Trump Pulled Back Strikes on Iran Amidst Speculations; UN Meets on Monday
US military made preparations to strike Iranian targets in retaliation for downing of drone, media reports say
US President Donald Trump approved military strikes against Iran in retaliation for the downing of an unmanned surveillance drone, but pulled back from launching attacks, US media reports said on Friday.
Citing senior White House officials, The New York Times reported an operation sanctioned by Trump to launch attacks on a “handful of Iranian targets” – including radar and missile batteries – was “in its early stages” on Thursday evening when the US leader changed tack and called it off.
US asks for UN Security Council meeting
Meanwhile, the US has asked the UN Security Council to meet on Iran behind closed-doors on Monday, diplomats told Reuters news agency.
“We will brief the council on the latest developments with regard to Iran and present further information from our investigation into the recent tanker incidents,” the US mission to the UN said in a note to council colleagues
Planes were in the air and ships were in position when the order to stand down came, the Times cited one unidentified administration official as saying.
The Washington Post and ABC News also reported the developments, citing unnamed White House officials and other sources said to be familiar with the matter.
Majid Takht Ravanchi, Iran’s ambassador to the United Nations, sent a letter to Secretary-General Antonio Guterres on Thursday denouncing the incident as a “blatant violation of international law”.
“While the Islamic Republic of Iran does not seek war, it reserves its inherent right … to take all appropriate necessary measures against any hostile act violating its territory, and is determined to vigorously defend its land, sea and air,” Ravanchi said.
The ISR Flight path and grid plots for the RQ-4A shot down by Iran in the Strait of Hormuz. “This was an unprovoked attack on a U.S. surveillance asset that had not violated Iranian airspace at any time …” – Lt Gen Joseph Guastella, @USAFCENT pic.twitter.com/uczI5HF68b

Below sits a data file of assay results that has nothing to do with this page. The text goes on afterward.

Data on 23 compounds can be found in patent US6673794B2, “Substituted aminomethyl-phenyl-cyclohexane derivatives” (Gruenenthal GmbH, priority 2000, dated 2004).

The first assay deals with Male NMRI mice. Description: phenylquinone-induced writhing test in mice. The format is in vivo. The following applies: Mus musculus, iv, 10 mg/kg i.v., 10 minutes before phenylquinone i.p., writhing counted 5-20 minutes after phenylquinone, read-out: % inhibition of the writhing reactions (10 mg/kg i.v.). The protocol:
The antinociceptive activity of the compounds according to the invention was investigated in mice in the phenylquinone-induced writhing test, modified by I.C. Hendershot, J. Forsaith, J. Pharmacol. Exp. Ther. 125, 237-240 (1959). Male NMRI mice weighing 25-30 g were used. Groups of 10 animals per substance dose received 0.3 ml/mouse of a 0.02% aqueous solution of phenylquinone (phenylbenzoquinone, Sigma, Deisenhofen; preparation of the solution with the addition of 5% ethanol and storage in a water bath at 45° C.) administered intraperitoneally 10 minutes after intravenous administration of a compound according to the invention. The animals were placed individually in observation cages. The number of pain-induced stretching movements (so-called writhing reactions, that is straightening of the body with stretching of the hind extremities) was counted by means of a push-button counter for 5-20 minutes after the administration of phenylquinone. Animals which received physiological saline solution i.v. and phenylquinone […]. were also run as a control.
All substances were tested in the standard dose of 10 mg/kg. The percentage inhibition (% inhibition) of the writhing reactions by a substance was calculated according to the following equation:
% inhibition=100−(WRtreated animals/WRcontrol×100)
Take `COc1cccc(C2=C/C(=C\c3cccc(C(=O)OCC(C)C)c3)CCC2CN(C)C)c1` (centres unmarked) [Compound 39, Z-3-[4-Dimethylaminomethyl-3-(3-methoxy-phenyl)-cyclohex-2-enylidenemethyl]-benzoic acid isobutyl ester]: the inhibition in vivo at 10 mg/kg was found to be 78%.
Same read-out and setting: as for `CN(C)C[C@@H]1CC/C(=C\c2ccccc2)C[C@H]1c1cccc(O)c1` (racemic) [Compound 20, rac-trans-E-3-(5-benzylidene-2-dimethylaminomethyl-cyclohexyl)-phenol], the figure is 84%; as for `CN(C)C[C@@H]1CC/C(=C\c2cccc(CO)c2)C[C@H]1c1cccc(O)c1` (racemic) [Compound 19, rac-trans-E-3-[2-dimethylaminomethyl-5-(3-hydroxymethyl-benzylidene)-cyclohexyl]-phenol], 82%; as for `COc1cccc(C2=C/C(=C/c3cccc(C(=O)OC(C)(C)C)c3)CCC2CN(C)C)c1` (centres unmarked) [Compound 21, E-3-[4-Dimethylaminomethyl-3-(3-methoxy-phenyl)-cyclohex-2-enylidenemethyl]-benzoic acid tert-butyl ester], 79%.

— U.S. Central Command (@CENTCOM) June 20, 2019
The United States is trying to create “Iran phobia”, Iran’s Defence Minister Amir Hatami said on Friday.
“Very complicated and suspicious conditions exist in the region,” Hatami was quoted as saying by the Iranian Labour News Agency. “It seems that all of this is in line with an overall policy for creating Iran phobia and creating a consensus against the Islamic Republic.”
Riyadh backs ‘maximum pressure’ campaign
Amid the rising friction, an official from Saudi Arabia said on Friday that Riyadh supported the US’s “maximum pressure campaign on Iran”.
Prince Khalid bin Salman, Saudi’s deputy defence minister, said in a tweet that he had discussed the latest “Iranian attacks” with US envoy for Iran Brian Hook during a meeting between the pair.
We affirmed the Kingdom’s support for the United States maximum pressure campaign on Iran, which came as a result of continuing Iranian hostility and terrorism, and discussed the latest Iranian attacks on the Kingdom
— Khalid bin Salman خالد بن سلمان (@kbsalsaud) June 21, 2019
“We affirmed the kingdom’s support … which came as a result of continuing Iranian hostility and terrorism,” bin Salman said. He added the pair had explored “the latest efforts to counter hostile Iranian acts and continuous escalation that threaten the region’s security and stability”.
US House Speaker Nancy Pelosi meanwhile told reporters she didn’t think Trump would engage the US in war, saying there was “no appetite” for it among Americans.
“It’s a dangerous situation. The high-tension wires are up in the region. We have to be strong and strategic about how we protect our interests. We also cannot be reckless in what we do,” Pelosi said.
Al Jazeera and News Agencies